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The Symbiotic Dynamic of the Client-Coach Relationship

November 17, 2021
Inspiration
Dawn Williams

Guest blog by Dawn Williams

Dawn grew up with a deep curiosity about human nature. Her family of origin offered extensive case studies, which led her to discovering the world of psychology and self-improvement. It became her lifelong passion to understand what makes us who we are, for better or worse, and how we can alter our course to create a more satisfying, meaningful life.

With true compassion, irreverent humor, and decades of both formal and informal study and training, Dawn has been coaching since 2017, and now serves in the areas of emotional mastery, depression prevention, trauma coaching, and building happiness. Her Beat the Winter Blues group launches December 1st.

Dawn Williams is a 2019 graduate of the JRNI Coaching Intensive. You can follow her work on Instagram @dawnwilliamscoaching or by visiting https://selfpoweredchange.com/.   

The Symbiotic Dynamic of the Client-Coach Relationship

“I just want to feel like I matter again,” my new client said in our first coaching session. “I just want to feel like something I’m doing is making a difference.”

I could already see the passion and drive she felt she’d lost somewhere along the way. Like any good coach, though, I needed to see life through her eyes. I needed to understand the meaning behind the language she used, and the context in which she experienced her stated needs.

The need for meaning in one’s life and avocations is essential. Dr. Martin Seligman, considered by many to be the godfather of Positive Psychology, included meaning as one of the five elements that flourishing individuals have in common. 

Meaning is specific to the individual, aligns with their values, and creates a sense of purpose and self-worth when a person uses their strengths to achieve something that benefits others.

My client had a difficult time naming meaningful activities or efforts, beyond raising her children, working with her husband in their business, and fulfilling community expectations for a woman of her position. Yet she took little pride or satisfaction from these interactions. We had some exploring to do.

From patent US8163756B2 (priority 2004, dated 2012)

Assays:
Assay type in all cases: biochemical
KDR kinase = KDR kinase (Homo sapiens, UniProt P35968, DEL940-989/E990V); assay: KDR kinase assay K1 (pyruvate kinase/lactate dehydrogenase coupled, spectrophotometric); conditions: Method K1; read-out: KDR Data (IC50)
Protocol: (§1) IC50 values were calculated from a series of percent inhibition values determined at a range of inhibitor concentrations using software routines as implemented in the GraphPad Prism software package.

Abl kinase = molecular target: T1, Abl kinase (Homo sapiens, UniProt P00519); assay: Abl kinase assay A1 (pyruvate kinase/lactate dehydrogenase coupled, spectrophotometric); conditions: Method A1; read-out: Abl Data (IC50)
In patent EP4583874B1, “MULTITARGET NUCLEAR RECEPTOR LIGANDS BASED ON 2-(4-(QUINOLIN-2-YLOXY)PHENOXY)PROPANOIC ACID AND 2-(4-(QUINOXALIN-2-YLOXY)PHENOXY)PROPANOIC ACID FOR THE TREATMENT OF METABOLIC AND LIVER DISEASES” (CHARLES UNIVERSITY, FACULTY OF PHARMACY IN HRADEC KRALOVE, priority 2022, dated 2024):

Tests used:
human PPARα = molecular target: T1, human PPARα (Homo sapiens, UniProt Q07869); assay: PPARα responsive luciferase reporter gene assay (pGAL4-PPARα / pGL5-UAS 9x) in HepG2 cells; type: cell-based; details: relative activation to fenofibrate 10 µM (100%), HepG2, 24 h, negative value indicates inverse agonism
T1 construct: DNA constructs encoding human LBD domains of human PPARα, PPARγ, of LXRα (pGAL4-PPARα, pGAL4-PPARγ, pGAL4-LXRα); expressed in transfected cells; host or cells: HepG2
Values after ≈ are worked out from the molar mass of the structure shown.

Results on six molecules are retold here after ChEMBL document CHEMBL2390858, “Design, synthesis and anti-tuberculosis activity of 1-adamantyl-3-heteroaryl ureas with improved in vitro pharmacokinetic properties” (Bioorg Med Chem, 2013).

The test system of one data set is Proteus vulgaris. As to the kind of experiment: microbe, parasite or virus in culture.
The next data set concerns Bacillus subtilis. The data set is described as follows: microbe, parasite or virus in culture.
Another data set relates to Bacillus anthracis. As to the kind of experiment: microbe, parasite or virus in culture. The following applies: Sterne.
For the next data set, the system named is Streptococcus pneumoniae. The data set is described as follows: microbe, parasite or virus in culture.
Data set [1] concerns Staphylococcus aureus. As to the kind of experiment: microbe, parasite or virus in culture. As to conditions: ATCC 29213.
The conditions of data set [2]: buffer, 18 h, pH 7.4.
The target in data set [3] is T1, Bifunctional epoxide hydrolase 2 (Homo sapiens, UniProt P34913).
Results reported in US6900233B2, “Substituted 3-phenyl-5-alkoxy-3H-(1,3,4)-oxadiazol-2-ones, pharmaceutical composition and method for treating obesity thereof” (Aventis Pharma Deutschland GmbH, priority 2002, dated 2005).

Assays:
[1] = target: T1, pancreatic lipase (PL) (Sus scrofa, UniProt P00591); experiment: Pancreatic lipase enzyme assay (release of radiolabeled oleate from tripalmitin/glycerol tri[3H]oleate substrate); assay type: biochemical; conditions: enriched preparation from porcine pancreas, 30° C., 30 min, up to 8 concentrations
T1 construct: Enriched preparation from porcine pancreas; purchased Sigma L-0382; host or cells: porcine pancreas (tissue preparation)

The coaching partnership exists for the benefit of the client. It is about her goals, her obstacles, and her answers. But something deep transpires when coach and client connect. 

The dynamics aren’t difficult to understand. To coach effectively, one must come to the partnership with a figurative blank canvas. Not as a blank slate, but as a human with experiences and insights that guide your intuition and approach to coaching. We bring in curiosity, compassion, and an openness to connection.

As coaches, we’re adding to that canvas with every session, with every out-of-session reflection, with every new understanding our client gains. We fill in some of the white space with context as the client’s story unfolds. We go back and add in detail and nuance as the meaning of that story becomes clearer. That portrait stays with us whenever we record session notes, or think about something that was said but glossed over, or when we become curious about certain expressions or mannerisms that suggest another layer of belief underlying the ones already on the canvas.

That exchange, both verbally and energetic, triggers pieces of our own experience. Sometimes those pieces are relevant to the client and can help move the work along.

And sometimes those pieces are meant for us, not to be shared in session, but to be considered and applied to our own way of being.

We’re adding to the client’s canvas with every session, with every new understanding our client gains. And in ways we might not even be aware of, the insights our clients reach often change our own canvas.

My client’s story slowly created a picture of a courageous young woman, one who spoke her mind and worked to change the anti-feminist mores and practices in her community. She would not remain silent and accept a value system that she felt was morally wrong. Her strong sense of justice was evident as she spoke of her early years.